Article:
Archive for April, 2008

A Graphing Of Tim’s Bloggings

Over the last few months, a strange pattern has developed on the blog of my friend Uncle Tim. It’s sad, really, to see how a once prolific writer has simply disappeared from the blogging world.

Unfortunately, Tim is in denial of all this. He feels that the blogging world has up and left him – that no one out there is writing anymore, when in fact, he’s the one who has forgotten how to turn his computer on. Posts have been pretty minimal from Uncle Tim the last few months, and I miss his gluttonous musings on food and his incessant whining about cats.

I took it upon myself to demonstrate graphically how Tim’s bloggings have changed over time, and the visual impact is startling:

So Tim… if you’re out there, somewhere, reading this… come back.Post about how you’ve been binging on chocolate and beer over the the last two weeks since the Biggest Loser finale aired, and how you’re just not going to be able to control yourself until next season. Post about how you’ve somehow conned society into buying plastic Frisbees from you in order to make a living. Post about how you kidnapped your neighbor kid’s cat last week and taunted it with a pen light until 3:00 in the morning by making it run off the edge of your balcony.

A Concerned Subscriber

azariah southworth comes out

The always punctual cultural trail-mix that is Perez Hilton reported today that “Azariah Southworth, host of the popular Christian youth show The Remix has come out of the closet and announced he is gay.”

First let me say I have never watched the show before, so I know nothing about the program or Azariah. That aside, the show has a significant impact with weekly viewership of 200,000 and a reach of 128 million homes. Here’s what he had to say in a statement to the press:

“This has been a long time coming. I’m in a place where I’m at peace with my faith, friends, family and more importantly myself. I know this will end my career in Christian television, but I must now live my life openly and honestly with everyone… I know I will be cut off from many within the Christian community, and if so, then they didn’t get the point of the life of Christ. I believe by me living my life honestly and authentically now, I am able to be a better person and a better Christian.”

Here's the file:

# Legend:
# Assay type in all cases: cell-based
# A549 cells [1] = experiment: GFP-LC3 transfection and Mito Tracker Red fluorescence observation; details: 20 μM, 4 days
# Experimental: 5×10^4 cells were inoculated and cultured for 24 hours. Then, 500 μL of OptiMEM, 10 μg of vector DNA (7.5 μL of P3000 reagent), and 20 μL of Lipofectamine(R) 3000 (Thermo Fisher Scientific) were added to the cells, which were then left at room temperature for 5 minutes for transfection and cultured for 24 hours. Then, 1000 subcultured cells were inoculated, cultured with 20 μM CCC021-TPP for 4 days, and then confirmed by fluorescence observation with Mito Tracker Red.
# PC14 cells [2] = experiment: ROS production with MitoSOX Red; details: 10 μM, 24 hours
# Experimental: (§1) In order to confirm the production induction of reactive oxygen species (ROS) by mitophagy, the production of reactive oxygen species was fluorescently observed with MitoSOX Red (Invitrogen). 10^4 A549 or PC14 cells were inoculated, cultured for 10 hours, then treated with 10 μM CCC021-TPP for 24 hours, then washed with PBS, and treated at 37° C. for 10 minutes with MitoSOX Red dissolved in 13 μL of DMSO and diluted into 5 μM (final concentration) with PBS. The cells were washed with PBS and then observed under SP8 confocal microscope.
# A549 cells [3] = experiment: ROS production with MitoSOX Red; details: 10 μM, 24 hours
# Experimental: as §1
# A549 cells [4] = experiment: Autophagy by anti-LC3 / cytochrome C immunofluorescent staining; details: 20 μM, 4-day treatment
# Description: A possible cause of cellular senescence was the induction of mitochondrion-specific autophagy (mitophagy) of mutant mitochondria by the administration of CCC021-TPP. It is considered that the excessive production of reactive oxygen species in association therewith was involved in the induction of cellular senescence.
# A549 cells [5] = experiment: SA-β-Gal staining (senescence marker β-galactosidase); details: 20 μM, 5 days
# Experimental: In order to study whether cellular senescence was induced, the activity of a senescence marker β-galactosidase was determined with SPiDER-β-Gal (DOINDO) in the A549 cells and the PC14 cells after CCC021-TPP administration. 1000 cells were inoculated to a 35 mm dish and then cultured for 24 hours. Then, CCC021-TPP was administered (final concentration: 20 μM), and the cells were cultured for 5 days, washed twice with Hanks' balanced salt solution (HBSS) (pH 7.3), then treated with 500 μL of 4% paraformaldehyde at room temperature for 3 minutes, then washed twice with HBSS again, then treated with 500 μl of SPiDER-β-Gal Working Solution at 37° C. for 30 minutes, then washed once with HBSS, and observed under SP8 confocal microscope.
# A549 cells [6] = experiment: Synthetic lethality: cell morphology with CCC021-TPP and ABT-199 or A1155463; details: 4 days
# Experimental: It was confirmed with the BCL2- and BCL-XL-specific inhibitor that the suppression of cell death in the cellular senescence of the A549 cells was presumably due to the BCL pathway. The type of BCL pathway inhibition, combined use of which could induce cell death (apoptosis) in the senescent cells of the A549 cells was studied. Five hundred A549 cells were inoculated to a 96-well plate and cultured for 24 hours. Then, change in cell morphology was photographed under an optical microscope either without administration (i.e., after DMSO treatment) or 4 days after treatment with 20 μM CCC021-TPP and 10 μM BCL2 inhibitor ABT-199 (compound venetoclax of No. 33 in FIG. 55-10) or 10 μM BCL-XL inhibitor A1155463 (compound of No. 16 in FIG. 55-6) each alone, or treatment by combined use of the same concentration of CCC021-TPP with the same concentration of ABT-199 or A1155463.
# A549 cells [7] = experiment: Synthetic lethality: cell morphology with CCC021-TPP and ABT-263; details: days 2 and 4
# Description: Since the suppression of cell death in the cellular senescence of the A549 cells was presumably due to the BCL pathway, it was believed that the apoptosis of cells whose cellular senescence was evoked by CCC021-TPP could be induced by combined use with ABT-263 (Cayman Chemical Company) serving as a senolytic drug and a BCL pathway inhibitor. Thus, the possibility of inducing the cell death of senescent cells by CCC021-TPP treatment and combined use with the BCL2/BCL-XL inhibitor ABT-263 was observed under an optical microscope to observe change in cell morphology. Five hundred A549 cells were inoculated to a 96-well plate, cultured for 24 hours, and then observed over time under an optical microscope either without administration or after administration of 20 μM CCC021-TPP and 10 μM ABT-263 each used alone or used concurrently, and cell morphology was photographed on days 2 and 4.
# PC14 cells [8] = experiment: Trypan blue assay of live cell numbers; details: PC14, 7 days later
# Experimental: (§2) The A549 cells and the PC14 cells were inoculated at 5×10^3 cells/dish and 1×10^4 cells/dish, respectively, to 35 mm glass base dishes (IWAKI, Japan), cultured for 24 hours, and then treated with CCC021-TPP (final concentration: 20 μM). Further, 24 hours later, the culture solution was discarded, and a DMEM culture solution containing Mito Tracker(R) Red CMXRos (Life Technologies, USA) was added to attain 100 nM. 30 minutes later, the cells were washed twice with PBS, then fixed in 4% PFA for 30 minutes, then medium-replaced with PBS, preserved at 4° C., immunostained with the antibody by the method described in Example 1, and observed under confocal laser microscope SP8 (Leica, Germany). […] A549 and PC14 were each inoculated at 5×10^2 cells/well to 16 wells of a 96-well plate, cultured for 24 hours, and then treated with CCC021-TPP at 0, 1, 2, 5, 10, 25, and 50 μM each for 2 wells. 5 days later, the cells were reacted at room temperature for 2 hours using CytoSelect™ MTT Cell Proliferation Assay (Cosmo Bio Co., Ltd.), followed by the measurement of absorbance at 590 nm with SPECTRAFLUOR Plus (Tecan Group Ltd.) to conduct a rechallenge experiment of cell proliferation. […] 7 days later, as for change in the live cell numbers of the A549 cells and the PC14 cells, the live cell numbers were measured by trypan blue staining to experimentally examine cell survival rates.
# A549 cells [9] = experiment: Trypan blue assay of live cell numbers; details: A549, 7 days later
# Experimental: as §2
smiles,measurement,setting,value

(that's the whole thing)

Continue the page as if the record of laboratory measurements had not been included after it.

The response on Perez Hilton has been interesting. The comments fall into basically one of three categories:

  1. Overwhelming support and votes of great courage for coming out
  2. Statements that Christians are all homophobic hypocritical bigots
  3. That the photo on the website makes Azariah look like he has a huge head

All of this leaves me really frustrated and quite conflicted. As a Christian I find it incredibly unfortunate that the general perception of Christianity in America is that we are hypocrites and homophobes and unloving of people… basically everything that our faith claims we are not. I hate that Azariah’s initial assumption has to be that he will be cut off from the Christian community. And undoubtedly he will.

I’m not going to disagree with the perception. It’s an unfortunate reality, not unfounded and largely the fault of a segmented and disoriented Christian church.

Christians have a huge problem with hypocrisy. We are viewed as a body of people who teach one thing, yet say and do another. We talk about sin, we condemn sin… and then we go out and do sinful things. Our credibility is minuscule and waning, and it leaves the world at large utterly confusd.

So now what?